If you have raw meatball mixture:
- Raw meatball mixture can be refrigerated overnight and baked the next day. Follow our recipe for baking instructions.
- Raw meatball mixture can be frozen up to three months. Form the meatballs, and then place them onto a baking sheet lined with parchment paper or a silicone baking mat. Place the baking sheet into the freezer and freeze until the meatballs are firm. Transfer frozen meatballs to an air-tight, freezer friendly container and freeze up to three months. Place your desired amount of frozen meatballs on a baking sheet lined with parchment paper or a silicone baking mat and bake until lightly browned and cooked through, about 20 minutes.
If you have cooked meatballs:
- Cooked meatballs will last, stored in an airtight container, in the fridge up to three days.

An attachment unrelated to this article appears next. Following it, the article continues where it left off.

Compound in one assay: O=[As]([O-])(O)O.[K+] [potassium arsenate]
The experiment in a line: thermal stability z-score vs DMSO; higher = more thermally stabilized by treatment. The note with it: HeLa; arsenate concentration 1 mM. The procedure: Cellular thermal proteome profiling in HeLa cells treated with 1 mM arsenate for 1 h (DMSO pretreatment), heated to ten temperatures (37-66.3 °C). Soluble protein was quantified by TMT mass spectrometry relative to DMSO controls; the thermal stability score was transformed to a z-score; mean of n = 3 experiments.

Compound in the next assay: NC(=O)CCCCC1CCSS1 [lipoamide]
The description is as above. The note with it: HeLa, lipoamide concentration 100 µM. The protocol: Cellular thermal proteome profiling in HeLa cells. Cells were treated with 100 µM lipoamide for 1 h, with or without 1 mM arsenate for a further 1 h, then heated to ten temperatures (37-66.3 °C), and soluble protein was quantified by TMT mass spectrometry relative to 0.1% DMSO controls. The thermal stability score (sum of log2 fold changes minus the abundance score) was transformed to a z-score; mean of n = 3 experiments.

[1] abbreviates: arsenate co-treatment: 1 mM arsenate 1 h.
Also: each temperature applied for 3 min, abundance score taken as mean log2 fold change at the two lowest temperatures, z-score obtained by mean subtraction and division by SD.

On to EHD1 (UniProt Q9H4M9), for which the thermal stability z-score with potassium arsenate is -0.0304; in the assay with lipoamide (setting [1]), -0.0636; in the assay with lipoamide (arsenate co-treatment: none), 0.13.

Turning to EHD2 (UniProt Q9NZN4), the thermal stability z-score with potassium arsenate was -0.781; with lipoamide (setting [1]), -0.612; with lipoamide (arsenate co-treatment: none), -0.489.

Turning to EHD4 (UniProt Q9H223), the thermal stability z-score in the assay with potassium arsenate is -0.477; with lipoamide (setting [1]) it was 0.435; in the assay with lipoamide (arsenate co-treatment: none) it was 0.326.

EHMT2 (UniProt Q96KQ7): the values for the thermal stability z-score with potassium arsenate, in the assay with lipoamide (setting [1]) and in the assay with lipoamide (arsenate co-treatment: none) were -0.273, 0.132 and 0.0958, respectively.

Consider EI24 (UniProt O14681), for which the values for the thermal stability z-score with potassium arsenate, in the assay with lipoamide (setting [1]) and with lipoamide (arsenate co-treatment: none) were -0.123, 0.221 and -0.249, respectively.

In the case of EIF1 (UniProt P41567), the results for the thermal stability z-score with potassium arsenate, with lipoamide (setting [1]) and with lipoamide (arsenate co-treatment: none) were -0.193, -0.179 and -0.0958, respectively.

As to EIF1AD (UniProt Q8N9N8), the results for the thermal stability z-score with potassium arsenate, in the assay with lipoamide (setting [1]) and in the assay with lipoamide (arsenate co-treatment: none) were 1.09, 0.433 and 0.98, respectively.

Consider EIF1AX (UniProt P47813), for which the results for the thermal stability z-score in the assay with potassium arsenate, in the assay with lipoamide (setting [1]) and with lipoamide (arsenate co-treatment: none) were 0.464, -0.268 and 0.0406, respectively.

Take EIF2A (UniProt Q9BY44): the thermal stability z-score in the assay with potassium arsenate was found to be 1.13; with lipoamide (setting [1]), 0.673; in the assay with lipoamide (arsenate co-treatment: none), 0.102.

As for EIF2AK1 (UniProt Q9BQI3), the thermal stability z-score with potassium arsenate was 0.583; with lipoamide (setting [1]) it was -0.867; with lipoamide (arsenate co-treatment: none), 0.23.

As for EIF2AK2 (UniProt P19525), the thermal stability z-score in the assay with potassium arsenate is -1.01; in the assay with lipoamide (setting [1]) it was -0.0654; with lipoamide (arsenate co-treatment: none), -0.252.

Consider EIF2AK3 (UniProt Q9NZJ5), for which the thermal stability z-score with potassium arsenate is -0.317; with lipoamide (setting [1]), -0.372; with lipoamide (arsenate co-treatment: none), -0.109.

- Cooked meatballs can be frozen up to three months. Store them in an airtight, freezer-friendly container.
Our Best Homemade Meatballs
This is our go-to meatball recipe. It’s quick to make, calls on ingredients we always have on hand and the recipe guarantees juicy, tender and flavorful meatballs. The recipe calls for one pound of ground meat. The meat you choose is up to you. We love using a combination of ground pork and ground turkey.
Makes about 35 meatballs
Watch Us Make the Recipe
You Will Need
1/2 cup (35 grams) bread crumbs, we prefer panko or homemade bread crumbs
1/2 cup milk, dairy or non-dairy
1 large egg
1/4 cup (1/2 ounce) Parmigiano-Reggiano cheese, finely grated